December 10, 2012

Deferred Action for Childhood Arrivals and the Dangers of International Travel

The Deferred Action for Childhood Arrivals (DACA) program allows certain individuals who entered the United States before age 16 to remain in the United States and continue their education or work legally for a two-year period (and possibly longer with renewals). Individuals granted deferred action cannot travel outside of the United States unless given advance permission to do so which is called “advance parole.” Without advance parole, deferred action will terminate automatically if you travel outside the United States. An advance parole application must be submitted to USCIS and will only be granted under very limited circumstances.

Even if advanced parole is granted, you should not travel if you have accrued unlawful presence. As I explained in my previous email, the unlawful presence law punishes immigrants who enter the U.S. illegally or who stay in the U.S. after their visa expires. The law says that these immigrants accrue unlawful presence for each day they remain in the U.S. without government approval. If an immigrant accumulates between 180 and 364 days of unlawful presence and then leaves the U.S., he or she will be barred from getting a visa and returning to the U.S. for three years (3-year bar). If the immigrant is unlawfully present in the U.S. for one year or more and then leaves the U.S., then he or she will be barred from getting a visa and returning to the U.S. for 10 years (10-year bar).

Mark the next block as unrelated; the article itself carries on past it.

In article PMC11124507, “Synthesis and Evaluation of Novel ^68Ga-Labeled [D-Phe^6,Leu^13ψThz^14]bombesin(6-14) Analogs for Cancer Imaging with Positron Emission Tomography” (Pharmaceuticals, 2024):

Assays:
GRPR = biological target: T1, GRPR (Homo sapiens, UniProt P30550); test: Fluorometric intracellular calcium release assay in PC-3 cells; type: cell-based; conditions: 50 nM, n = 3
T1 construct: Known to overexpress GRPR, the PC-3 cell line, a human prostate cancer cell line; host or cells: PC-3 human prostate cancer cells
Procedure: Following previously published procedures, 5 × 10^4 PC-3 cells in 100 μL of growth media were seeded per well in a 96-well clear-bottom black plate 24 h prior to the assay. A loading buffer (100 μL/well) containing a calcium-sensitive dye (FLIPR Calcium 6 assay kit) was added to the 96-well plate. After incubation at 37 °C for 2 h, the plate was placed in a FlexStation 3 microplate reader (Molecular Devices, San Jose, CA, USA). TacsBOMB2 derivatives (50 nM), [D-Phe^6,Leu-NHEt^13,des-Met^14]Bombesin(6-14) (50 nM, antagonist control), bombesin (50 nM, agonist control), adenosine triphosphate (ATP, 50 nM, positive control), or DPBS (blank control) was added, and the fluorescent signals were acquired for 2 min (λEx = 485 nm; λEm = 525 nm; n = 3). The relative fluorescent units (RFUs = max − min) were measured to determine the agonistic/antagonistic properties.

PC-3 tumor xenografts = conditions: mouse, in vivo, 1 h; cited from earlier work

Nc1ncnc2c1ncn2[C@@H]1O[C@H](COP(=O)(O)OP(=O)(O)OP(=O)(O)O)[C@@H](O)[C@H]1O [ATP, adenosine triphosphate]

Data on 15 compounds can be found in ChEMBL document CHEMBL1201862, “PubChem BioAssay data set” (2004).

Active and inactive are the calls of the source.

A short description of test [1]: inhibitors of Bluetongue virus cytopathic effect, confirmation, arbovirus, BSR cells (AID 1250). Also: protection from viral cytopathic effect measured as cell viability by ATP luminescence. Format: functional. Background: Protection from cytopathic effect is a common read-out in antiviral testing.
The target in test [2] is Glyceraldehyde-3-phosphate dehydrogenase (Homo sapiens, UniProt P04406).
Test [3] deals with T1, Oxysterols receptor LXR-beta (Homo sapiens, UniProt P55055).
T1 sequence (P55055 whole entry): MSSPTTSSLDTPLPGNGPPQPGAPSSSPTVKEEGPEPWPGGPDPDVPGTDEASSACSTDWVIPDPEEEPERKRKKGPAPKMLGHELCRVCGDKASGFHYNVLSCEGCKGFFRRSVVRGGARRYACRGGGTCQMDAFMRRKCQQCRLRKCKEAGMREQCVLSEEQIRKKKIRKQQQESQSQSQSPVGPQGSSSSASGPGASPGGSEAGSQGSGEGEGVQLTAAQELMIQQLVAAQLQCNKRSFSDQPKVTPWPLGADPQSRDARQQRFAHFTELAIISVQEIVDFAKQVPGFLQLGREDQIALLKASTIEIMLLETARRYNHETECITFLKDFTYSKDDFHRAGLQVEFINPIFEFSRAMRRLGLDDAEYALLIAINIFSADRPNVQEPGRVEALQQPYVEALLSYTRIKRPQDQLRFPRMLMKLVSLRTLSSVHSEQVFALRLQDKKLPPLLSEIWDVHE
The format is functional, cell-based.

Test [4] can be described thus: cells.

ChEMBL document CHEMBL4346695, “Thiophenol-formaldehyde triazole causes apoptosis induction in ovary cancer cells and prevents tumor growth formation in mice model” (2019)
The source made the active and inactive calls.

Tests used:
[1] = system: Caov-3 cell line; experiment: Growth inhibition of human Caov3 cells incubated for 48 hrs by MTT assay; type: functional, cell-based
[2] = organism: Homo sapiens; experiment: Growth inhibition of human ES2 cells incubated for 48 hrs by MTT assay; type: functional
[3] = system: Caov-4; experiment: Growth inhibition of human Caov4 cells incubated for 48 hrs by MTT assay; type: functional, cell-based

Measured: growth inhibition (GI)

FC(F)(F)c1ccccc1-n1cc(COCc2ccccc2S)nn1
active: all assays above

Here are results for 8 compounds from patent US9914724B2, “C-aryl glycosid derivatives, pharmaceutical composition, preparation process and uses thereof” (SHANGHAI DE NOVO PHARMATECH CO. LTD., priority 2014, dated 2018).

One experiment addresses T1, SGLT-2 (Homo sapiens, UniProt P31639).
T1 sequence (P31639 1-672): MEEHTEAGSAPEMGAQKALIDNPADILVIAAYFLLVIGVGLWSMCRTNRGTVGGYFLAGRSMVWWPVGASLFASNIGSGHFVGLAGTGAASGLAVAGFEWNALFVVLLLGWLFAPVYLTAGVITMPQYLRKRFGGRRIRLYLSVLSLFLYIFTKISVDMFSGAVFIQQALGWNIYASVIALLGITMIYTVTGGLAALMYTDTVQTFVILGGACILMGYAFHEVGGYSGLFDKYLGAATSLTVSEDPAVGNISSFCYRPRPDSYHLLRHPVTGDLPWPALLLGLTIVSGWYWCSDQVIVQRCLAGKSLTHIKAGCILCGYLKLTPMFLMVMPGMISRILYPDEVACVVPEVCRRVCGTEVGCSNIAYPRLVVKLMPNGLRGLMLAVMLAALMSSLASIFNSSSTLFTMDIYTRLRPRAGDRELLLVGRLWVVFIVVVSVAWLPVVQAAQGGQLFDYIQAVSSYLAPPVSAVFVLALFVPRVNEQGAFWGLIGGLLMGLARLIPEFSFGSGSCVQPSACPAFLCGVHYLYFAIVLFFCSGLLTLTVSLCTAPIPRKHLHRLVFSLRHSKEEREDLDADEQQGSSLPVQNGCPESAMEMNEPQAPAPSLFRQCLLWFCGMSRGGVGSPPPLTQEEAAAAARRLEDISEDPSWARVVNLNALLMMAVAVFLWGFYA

For example, Juan entered the U.S. with a visitor visa when he was 15. The visa expired when he was 16 years old but he remained in the U.S. without approval. He later obtained DACA approval when he was 25 years old. Of course, he had more than one year of unlawful presence. Juan gets advance parole to travel to Canada for a business trip. After he returns, he marries his fiance, a U.S. citizen. He applies for his green card based upon marriage but is denied because his trip to Canada activated the 10-year unlawful presence bar.

As you can see, international travel can be dangerous, causing you to lose immigration opportunties. For your specific circumstances, be sure to speak with an immigration attorney about the consequences of traveling outside the U.S. before you travel.

For more informaiton about DACA or assistance with your DACA application, you are invited to call our firm at 469-916-7900.